‘Will push a lot of IPOs as it will enhance governance’

Mohammed Haleem Khan outlines the agenda and says that the offer for sale mechanism would be used after modifications and that PSUs would be encouraged buyback of shares from the government

Written by Surabhi | Published: April 6, 2012 1:01:45 am

The government’s disinvestment programme for fiscal 2012-13 is likely to begin with the initial public offer of RINL. In an interview with Surabhi,disinvestment secretary Mohammed Haleem Khan outlines the agenda and says that the offer for sale mechanism would be used after modifications and that PSUs would be encouraged buyback of shares from the government. Excerpts:

What is your agenda for FY’13?

This fiscal,I would like to push a lot of IPOs as it would help enhance corporate governance. RINL should be the first disinvestment issue this year. All its paperwork is complete,its independent directors are in place and it has converted the face value of shares to Rs 10. The department is making a list of profit-making firms eligible for an IPO.

What is the rationale behind asking PSUs to buy back shares?

Buyback is a measure that over capitalised companies can use. Until now,PSUs had to go to the government for restructuring their capital base. Buying back shares from the government allows them to do that easily. If they repurchase from the market,their minimum public holding may fall below 10 per cent and they may have to delist. Also,PSUs with excess cash are allowed to invest in bank deposits and mutual funds. This would enable cash-rich PSUs to rework their treasury management practices and cash in on market demand. We have written to the Cabinet that it would be the decision of the company concerned.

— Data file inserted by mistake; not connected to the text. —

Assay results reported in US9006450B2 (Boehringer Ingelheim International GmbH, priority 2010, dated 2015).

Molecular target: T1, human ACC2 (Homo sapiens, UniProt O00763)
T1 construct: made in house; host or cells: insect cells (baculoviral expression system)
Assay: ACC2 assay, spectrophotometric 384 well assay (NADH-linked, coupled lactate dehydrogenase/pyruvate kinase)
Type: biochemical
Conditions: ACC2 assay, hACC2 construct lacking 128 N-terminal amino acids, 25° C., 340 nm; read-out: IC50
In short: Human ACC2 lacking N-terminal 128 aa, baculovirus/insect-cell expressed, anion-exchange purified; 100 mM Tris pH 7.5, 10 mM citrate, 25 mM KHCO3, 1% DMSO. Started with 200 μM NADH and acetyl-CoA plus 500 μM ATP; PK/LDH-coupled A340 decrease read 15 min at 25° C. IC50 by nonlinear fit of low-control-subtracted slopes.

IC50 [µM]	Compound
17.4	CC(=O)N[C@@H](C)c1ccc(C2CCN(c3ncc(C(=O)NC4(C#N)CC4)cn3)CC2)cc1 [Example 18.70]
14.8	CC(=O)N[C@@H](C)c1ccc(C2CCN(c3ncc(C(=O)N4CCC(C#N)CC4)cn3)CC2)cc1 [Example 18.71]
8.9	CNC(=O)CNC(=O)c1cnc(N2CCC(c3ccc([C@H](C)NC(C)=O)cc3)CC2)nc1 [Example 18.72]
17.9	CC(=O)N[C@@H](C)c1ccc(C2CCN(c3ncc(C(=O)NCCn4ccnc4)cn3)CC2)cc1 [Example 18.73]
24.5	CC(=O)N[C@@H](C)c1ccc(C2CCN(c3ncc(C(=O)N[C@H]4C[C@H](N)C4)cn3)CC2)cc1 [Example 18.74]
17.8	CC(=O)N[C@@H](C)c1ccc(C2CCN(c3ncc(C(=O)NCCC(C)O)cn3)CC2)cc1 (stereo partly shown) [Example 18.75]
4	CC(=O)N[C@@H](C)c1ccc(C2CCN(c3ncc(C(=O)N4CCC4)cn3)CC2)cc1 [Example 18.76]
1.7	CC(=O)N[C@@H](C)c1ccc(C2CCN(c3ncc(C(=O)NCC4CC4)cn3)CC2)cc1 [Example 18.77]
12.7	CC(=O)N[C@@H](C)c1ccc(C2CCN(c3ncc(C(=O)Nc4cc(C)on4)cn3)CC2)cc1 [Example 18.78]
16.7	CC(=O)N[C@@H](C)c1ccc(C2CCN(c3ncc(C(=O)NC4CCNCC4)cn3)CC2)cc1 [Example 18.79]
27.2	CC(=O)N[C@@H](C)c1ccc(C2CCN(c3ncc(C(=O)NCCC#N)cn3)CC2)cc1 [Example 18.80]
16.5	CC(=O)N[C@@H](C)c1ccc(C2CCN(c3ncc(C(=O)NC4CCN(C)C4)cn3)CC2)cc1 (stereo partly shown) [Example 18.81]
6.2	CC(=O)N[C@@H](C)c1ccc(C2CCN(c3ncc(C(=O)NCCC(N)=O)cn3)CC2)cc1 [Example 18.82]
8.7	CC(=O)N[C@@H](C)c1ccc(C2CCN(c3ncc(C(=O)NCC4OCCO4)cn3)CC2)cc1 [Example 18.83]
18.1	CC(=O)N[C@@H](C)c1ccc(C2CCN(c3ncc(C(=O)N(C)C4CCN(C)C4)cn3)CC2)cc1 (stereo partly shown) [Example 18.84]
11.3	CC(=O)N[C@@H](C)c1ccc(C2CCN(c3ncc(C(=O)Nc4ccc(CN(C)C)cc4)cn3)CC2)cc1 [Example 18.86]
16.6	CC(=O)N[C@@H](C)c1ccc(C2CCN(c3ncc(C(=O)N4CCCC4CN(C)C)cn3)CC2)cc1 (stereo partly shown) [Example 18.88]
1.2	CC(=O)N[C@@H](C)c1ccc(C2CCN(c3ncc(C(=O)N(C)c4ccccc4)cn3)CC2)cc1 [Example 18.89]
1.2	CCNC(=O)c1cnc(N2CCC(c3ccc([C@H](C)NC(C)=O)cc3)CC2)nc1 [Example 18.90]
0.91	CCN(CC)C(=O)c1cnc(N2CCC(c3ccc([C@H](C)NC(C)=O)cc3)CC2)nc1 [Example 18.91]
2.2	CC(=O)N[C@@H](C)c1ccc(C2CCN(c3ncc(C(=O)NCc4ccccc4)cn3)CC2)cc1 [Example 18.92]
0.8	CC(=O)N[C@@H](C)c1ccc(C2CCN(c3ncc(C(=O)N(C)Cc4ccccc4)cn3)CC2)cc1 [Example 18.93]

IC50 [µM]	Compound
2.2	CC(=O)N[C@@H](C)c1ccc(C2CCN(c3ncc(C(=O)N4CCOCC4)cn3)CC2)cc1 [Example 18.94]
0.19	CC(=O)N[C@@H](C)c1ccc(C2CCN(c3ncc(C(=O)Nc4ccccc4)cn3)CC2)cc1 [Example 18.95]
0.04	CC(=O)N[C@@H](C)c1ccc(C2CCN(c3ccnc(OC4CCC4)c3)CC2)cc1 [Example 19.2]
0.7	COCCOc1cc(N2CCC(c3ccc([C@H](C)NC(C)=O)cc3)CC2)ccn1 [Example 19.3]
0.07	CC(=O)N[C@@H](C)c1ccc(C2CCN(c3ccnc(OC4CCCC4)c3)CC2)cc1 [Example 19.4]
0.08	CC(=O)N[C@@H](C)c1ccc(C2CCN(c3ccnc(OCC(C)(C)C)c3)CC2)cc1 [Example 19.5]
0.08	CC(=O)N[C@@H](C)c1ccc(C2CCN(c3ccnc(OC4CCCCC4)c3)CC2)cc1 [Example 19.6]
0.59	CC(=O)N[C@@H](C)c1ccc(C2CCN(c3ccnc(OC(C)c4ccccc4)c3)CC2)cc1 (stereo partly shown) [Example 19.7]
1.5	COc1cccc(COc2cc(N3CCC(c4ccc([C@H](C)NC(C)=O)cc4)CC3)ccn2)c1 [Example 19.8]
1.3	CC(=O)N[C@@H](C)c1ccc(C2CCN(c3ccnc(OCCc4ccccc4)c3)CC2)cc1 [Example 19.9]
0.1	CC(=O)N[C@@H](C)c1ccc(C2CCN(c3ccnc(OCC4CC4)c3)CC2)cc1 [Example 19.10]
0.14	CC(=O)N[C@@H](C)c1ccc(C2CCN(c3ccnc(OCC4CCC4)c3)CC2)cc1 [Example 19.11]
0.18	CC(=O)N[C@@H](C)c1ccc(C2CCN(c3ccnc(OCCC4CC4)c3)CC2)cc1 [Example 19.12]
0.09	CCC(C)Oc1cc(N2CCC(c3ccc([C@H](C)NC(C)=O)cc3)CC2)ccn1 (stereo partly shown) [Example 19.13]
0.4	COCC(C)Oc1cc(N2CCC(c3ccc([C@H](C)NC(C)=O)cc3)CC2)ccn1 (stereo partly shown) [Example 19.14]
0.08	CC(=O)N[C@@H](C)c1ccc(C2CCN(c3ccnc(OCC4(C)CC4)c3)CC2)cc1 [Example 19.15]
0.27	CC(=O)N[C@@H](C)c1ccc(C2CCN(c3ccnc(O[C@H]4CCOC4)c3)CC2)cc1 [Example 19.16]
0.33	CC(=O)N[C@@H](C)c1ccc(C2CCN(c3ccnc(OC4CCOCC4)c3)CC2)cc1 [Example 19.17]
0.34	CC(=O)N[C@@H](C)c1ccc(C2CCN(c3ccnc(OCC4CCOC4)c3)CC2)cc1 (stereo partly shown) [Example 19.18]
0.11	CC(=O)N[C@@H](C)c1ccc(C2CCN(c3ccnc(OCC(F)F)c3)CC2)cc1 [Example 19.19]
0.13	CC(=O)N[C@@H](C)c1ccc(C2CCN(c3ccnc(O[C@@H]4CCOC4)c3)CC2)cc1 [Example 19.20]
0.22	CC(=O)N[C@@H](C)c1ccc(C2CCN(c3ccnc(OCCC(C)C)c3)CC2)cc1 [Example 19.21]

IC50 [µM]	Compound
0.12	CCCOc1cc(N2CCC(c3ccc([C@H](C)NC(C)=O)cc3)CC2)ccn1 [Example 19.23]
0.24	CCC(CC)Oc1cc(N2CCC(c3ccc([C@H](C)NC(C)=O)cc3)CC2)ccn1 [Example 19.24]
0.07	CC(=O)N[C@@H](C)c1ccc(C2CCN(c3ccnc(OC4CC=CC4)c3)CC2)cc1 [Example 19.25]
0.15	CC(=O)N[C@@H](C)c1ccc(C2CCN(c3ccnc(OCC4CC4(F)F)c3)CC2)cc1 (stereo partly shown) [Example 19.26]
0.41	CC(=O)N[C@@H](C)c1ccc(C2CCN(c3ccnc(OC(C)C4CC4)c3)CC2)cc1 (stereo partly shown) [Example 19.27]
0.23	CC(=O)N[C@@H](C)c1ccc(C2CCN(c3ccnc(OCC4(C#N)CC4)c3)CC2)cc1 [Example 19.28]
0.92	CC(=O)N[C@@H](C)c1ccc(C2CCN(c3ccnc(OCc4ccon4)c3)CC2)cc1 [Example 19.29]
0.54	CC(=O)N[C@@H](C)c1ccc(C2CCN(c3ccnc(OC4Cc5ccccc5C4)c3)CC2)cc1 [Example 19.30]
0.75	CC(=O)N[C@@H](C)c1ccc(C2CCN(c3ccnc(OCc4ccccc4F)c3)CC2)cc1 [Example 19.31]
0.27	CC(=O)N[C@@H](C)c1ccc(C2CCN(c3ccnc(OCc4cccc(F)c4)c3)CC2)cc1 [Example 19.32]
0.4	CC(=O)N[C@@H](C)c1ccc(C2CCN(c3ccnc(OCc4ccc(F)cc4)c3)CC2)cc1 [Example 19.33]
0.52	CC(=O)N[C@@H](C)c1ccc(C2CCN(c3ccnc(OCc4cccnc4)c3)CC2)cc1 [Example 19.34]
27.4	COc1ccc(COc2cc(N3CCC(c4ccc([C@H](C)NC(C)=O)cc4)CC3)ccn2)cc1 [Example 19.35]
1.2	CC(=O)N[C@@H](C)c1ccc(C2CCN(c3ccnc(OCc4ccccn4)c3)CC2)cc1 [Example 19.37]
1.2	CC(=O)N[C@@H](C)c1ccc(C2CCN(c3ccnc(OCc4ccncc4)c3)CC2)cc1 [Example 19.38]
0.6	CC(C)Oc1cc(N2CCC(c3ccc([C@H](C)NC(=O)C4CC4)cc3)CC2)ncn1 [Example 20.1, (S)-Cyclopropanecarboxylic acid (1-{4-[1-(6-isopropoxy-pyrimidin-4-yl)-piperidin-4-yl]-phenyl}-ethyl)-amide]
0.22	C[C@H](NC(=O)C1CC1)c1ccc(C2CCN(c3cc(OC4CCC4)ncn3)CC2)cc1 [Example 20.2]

What do you think went wrong with the ONGC auction?

The biggest problem with the ONGC auction was that Sebi guidelines were not read. Also,everyone thought it would be like a prospectus-based follow-on public offer (FPO). It was actually an improvisation of the so-called off-market deal in the private sector. However,this was not communicated properly.

We are partly to be blamed for this,while Sebi too should have spoken on it before making it operational. The media interpreted it as another FPO. The problem was also compounded by our decision to have more than one platform. We thought it was a big deal and so should be listed on both exchanges. We did not realise that when an investor puts money with a custodian,he has to bifurcate it for both exchanges. Also,since it was a PSU,the problem was over hyped.

Moreover,we faced a lot of problems as we were the first to use the offer for sale (OFS) system. We wanted to catch up with the Rs 40,000 crore target. Otherwise,we could have let some private firm do it and learn from their mistakes.

Have these chinks in the OFS system been fixed now?

We will not abandon the auction as it is very efficient and saves time. But we will carry it out on only one platform,and will not keep bids in hold. Instead,we will probably open the auction around 12 noon and close it by 3:30 pm. That way we can avoid any negative events that scare away the investor. I think we also need to understand the appetite of the larger environment for trying new ideas.

Was LIC roped in to bail out the ONGC issue?

How can LIC agree to invest Rs 12,000 crore based on one phone call? I don’t think LIC is so pliable that anyone can call and they will simply write a cheque. If Rs 290 was the floor price,why would it bid at such a high premium of Rs 303 to rescue us? And why will they put bids at different price ranges? I don’t know why these questions have not been asked.

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